More so than any of the accompanying Season One standalone graphic novels, Thor isn’t informed by the earliest escapades as presented in the early 1960s, but by the movie version released the previous year. Instead of starting with the lame Donald Blake finding an on stick in a cave, it begins hundreds of years further back, in the world Marvel once marketed as ‘Tales of Asgard’.

Matthew Sturges’ initial pages draw very much on the opening sequence of the first Thor movie, with the youthful Thor, Loki and Volstagg heading to Jotunheim to steal a frost giant’s sword, Thor being presented with his hammer, and the arrogant Thor lording it over his brother Loki. As in the movie, Thor’s foolhardiness brings Asgard to the verge of war, and Odin casts him to Earth, where we pick up with surgeon Don Blake.

From this point Sturges wends his own path, occasionally touching base with those primitive Marvel Thor stories. Jane Foster is promoted from nurse to neurosurgeon, and unlike the original stories she accompanies Blake to Norway on the expedition when he first discovers, or in this instance, rediscovers, the power of Thor.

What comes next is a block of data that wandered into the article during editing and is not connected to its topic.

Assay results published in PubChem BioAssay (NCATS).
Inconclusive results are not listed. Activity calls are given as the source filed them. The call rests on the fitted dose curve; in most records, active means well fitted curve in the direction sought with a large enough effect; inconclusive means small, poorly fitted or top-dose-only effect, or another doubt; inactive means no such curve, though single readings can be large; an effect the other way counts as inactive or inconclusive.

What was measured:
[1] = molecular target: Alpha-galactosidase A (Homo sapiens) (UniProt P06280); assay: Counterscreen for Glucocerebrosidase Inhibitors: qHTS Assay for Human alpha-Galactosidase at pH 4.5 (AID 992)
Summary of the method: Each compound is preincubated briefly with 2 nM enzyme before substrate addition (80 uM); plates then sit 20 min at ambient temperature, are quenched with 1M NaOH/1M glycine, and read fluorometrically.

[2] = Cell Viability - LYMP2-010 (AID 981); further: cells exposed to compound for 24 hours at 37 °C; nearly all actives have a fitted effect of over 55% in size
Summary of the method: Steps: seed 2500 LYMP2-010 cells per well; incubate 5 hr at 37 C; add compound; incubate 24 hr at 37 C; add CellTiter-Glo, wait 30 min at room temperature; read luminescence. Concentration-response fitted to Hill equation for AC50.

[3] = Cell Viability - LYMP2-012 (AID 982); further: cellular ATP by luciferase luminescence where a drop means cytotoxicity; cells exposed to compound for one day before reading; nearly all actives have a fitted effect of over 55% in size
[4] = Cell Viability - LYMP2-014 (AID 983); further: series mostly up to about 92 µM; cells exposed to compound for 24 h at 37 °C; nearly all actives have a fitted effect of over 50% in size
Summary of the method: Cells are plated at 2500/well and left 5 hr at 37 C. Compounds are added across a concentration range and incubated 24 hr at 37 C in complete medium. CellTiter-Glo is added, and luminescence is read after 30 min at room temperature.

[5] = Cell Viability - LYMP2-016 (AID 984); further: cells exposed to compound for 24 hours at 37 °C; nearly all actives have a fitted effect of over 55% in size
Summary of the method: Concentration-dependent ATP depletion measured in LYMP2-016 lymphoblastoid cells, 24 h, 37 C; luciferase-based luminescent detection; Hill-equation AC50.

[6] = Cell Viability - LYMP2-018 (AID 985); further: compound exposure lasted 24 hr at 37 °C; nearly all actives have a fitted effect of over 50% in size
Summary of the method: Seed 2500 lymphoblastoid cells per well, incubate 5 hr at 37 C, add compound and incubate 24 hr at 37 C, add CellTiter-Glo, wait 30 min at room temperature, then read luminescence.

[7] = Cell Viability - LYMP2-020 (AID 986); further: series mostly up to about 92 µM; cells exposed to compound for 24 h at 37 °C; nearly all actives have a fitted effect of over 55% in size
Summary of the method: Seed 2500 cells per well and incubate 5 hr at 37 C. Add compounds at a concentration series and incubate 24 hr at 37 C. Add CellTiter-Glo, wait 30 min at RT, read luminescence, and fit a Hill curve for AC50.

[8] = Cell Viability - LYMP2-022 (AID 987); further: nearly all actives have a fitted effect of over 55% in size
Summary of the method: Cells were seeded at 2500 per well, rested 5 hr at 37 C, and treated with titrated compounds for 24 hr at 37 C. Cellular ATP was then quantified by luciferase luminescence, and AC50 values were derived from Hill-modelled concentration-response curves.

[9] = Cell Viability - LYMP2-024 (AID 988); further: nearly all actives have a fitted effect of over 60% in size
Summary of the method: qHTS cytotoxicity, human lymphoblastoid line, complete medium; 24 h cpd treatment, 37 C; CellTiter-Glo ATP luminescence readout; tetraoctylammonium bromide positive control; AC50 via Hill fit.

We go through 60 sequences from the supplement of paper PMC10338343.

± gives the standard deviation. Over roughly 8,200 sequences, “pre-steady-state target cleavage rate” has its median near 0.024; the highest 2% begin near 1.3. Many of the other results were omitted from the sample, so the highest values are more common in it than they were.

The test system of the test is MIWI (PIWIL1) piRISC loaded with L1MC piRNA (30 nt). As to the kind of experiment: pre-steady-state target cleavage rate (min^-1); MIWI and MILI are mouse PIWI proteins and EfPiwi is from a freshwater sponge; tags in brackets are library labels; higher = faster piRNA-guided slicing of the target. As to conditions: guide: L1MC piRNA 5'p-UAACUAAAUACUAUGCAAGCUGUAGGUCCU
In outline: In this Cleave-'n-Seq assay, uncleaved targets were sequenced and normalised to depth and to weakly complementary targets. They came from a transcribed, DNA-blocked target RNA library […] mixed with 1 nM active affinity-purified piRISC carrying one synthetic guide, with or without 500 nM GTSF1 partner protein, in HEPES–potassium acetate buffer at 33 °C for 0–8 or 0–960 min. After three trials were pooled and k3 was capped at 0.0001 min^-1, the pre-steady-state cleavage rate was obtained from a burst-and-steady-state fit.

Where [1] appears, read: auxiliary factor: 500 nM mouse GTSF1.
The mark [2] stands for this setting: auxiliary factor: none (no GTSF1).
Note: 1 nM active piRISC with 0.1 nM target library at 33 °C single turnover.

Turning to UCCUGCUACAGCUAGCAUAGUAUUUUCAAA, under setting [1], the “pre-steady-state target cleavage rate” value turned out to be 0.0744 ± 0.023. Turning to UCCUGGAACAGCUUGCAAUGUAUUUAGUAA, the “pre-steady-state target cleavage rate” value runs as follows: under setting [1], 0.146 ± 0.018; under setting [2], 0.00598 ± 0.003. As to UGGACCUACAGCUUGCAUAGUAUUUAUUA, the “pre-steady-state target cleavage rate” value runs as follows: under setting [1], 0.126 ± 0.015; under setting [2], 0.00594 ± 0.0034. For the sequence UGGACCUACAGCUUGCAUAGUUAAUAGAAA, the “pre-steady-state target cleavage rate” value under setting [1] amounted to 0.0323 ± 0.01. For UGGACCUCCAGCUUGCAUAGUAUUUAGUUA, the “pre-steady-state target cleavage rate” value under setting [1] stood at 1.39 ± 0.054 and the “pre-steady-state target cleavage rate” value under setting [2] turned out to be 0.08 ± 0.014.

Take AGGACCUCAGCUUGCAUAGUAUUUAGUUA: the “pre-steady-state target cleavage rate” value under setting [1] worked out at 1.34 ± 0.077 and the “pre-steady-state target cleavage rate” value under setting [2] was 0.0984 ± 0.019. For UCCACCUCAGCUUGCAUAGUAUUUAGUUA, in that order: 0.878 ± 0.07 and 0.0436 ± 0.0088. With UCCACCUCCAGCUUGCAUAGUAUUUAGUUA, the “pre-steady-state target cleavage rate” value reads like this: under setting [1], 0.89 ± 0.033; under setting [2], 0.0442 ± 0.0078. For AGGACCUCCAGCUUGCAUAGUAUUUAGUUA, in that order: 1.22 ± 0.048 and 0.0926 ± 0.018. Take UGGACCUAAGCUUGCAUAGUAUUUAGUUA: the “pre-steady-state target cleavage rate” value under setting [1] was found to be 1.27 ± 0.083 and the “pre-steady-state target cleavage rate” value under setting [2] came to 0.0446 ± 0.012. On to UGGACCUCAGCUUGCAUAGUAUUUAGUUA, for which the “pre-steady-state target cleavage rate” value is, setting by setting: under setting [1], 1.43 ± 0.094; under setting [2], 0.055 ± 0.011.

As an artist Pepe Larraz is about as far removed from Thor’s co-creator as one could imagine. His style lacks Jack Kirby’s power, immediately putting the strip at a disadvantage, but a less dramatic approach when it comes to the scenes of everyday people entrenches greater naturalism. Sturges weaves the representations of three fates through the strip as narrators, and there’s an illustrative elegance to the way Larraz portrays them, but his Asgard is the spartan cold grandeur of the films in preference to Kirby’s opulence.

The treatment Sturges applies to the human cast is very much rooted in the tropes of TV melodrama, with much soul-searching on Blake’s part as to whether he should release the power of Thor, while Foster represents the voice of concerned reason advising of the dangers of tampering with such matters. The wonder is supplied by parallel conversations occurring in Asgard where danger is ahoy. It’s all extended far beyond any reasonable expectation, and considering Sturges is producing what’s fundamentally his own material there’s never any sense of tension or unpredictability.

It’s all put to shame by including the first issue of Jason Aaron and Esad Ribic’s latter day relaunch of Thor, which has action, suspense, and a greater dynamism all round.